Grudge Match: 6L6 Vs. EL34

Grudge Match: 6L6 Vs. EL34

by Marc Johnson for

As I was sitting up at the front counter, perusing through the local entertainment publication, a coworker walked up and interrupted my reading with what quickly turned into a point of animosity between us for several years. Following is the gist of that conversation:

Coworker: “I ordered some of these new power tubes.”

Me: “Good for you.”

Coworker: “Are you listening?”

Me: “I’m really trying not to.”

Coworker: “They cost twice as much as the Sovteks that we usually keep in stock.”

Me: “I’m still trying not to listen.”

Coworker: “Do you know what’s so special about them?”

Me: “If they’ll keep people like you from bothering me, then I’m sold.”

Coworker: “Their 6L6s are made of a harder glass.”

He might as well have stuck a knife in my head.

Me: “I’m sorry. Could you please repeat that?”

Coworker: “They’re made of a harder glass.”

Me: “Are you out of your #$^$% mind?”

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What followed was a bloody argument that has since become a mainstay at our shop for the past four years. Does tube type really make that much of a difference in tone?

At this point, many audiophiles will be reaching for their pitchforks and torches. Before things get out of hand, let me explain.

There are so many other factors that are involved in the sound of your guitar, that tube type doesn’t matter as much as most people think. Just imagine the chain of command when it comes to your tone. You pluck the string, which gets pulled into your pickups and pushed out again as a line level signal through a guitar cable into the front of your amp. There are so many factors, no matter how negligible they may be, that have already affected your sound. And we haven’t even reached your precious tubes yet! Everything from what type of pickup you use to how hard you pick is going to affect your tone. Tube type is only a small factor in a whole slew that will eventually make up your sound.

As most of you already know, the general rule of thumb is that 6L6s are a “modern” tone while EL34s are a “British” or “Classic” tone emblematic of old Marshalls. I’m not even sure what that means. I wouldn’t consider a Fender Twin a “modern” sounding amp, but it’s got 6L6s. And, honestly, a Bogner Shiva with EL34s sounds about as “British” to me as a bottle of Budweiser. Let’s face it. Amp manufacturers build their amps to sound a certain way. That’s their main selling point! And no matter what tube they put in there, the sound is really going to come from how the thing is wired.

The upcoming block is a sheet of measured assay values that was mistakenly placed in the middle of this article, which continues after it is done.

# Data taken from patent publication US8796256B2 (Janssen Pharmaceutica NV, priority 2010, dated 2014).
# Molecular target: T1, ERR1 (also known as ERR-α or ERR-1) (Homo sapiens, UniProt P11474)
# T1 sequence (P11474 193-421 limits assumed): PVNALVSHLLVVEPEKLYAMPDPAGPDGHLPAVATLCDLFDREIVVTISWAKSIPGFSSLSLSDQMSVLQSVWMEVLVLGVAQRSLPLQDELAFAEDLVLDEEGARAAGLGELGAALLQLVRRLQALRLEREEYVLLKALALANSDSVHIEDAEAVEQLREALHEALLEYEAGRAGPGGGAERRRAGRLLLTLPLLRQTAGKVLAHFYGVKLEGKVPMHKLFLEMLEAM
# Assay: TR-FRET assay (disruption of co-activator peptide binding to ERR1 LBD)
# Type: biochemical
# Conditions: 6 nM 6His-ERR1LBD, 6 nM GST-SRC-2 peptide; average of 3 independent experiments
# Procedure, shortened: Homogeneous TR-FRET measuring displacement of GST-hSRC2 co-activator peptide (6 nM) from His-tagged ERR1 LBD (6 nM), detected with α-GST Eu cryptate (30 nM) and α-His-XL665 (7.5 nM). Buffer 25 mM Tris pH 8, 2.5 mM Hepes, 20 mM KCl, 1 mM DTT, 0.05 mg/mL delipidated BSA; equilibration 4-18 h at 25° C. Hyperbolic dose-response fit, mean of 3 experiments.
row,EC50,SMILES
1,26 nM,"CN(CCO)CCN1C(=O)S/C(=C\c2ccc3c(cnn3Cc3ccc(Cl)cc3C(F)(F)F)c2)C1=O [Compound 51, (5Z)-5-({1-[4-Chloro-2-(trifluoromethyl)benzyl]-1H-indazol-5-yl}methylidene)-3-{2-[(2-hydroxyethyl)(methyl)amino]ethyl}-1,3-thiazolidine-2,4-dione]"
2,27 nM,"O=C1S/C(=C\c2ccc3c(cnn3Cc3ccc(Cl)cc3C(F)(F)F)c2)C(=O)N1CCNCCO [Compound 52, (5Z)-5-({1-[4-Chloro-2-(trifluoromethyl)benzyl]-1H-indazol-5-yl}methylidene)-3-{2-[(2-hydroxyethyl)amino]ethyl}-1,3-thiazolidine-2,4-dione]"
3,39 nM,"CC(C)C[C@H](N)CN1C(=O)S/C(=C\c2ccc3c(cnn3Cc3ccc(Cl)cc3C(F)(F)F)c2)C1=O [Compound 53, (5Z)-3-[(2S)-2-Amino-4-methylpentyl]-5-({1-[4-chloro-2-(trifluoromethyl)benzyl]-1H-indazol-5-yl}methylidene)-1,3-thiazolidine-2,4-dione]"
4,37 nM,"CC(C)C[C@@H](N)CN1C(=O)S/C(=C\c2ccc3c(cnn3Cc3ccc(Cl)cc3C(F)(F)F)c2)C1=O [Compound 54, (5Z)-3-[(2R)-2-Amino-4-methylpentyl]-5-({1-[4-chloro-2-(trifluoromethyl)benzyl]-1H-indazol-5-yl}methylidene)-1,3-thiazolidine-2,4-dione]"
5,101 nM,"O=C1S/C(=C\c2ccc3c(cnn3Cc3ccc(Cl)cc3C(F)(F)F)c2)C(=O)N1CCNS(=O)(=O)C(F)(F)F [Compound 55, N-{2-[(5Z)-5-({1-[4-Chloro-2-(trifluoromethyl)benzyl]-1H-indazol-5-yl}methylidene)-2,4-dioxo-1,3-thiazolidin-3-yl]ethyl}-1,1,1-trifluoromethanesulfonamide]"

Many audiophiles will disagree with me, but they’ve trained themselves to notice these subtle differences between these types of tubes. It’s like my ability to distinguish the difference in sound between an Em9 chord and an Emadd9 chord. Sure, I can tell, but I’ve had four years of school to teach me to hear the difference between those two chords. And, at the end of the day, who gives a flying crap what the audiophiles, or me for that matter, can or can’t hear? It’s what the guy who’s playing hears that’s important.

My students are always asking me what type of tubes they should get, EL34s or 6L6s. The answer I give them is always the same: “How in the hell should I know?” I tell them to go ahead and play a bunch of amps, and, whichever one they like the most, buy it. And maybe that’s the crux of it all. If you like how the damn thing sounds, buy it. It’s that simple. If it has 6L6s, great! If it has EL34s, who cares? It’s all about what sounds good to you.

Although, I understand that tube preference can be like a religion for many guitarists, and I guess that’ll make me a heretic for saying all of this, but I cannot say that I hear a profound difference between one tube and the next. Granted, I hear some subtle difference, but I hear more of a difference between new strings and ones that I have had on for a bit too long. I don’t know if the difference in tubes will ever be the be-all end-all of my amp purchases. Truthfully, I’m not even sure what the hell I’m playing through right now!

If you’re still not convinced I know what the heck I’m talking about, check out The Tone King’s blind taste test here:

Click Play to watch below, or visit the link directly on YouTube :

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Filed Under: Amps

About the Author: Marc published his first novel Becoming in 2010. It’s a kick-ass book with monsters and dreams and stuff, and you should buy it. Since then, he’s written thousands of articles for, many of which have been picked up for circulation by manufacturers and other news outlets. His next book, Drugs and Pancakes, should be available early 2014 if his alcoholic editor can find time to work on it in-between destroying his liver and screaming about punctuation. He graduated from Roosevelt University with honors, which means that he’s not as dumb as he looks. He’s been playing guitar for over 25 years, which is almost twice as long as most of his students have been alive.

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